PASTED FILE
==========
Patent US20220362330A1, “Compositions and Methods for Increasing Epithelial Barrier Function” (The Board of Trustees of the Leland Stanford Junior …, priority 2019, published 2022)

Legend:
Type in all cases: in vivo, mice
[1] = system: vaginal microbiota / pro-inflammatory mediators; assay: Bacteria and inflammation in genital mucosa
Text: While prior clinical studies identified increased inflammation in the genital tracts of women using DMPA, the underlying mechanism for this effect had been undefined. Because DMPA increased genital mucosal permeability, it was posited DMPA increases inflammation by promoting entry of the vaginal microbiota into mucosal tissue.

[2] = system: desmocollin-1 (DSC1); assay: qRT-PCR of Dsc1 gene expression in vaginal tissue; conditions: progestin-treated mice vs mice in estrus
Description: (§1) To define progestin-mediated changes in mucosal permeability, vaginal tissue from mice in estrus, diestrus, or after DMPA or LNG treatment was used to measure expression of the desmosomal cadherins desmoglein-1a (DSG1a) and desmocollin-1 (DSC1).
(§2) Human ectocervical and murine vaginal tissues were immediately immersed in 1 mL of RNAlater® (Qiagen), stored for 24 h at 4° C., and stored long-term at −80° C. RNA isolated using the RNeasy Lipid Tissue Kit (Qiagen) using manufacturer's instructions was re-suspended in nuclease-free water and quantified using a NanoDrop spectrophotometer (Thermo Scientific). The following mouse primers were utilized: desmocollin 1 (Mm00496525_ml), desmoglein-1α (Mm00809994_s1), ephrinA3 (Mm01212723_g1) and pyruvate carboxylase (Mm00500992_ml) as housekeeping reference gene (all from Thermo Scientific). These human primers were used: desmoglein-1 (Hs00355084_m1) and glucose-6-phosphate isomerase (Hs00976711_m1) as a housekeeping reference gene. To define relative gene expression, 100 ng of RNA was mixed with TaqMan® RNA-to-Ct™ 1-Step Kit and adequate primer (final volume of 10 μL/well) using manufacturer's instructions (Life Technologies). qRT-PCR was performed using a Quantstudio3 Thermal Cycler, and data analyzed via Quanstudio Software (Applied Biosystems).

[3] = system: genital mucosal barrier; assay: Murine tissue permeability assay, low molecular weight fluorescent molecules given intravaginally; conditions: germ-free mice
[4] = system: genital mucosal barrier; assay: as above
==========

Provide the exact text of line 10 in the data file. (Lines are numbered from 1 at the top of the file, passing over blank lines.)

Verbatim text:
[4] = system: genital mucosal barrier; assay: as above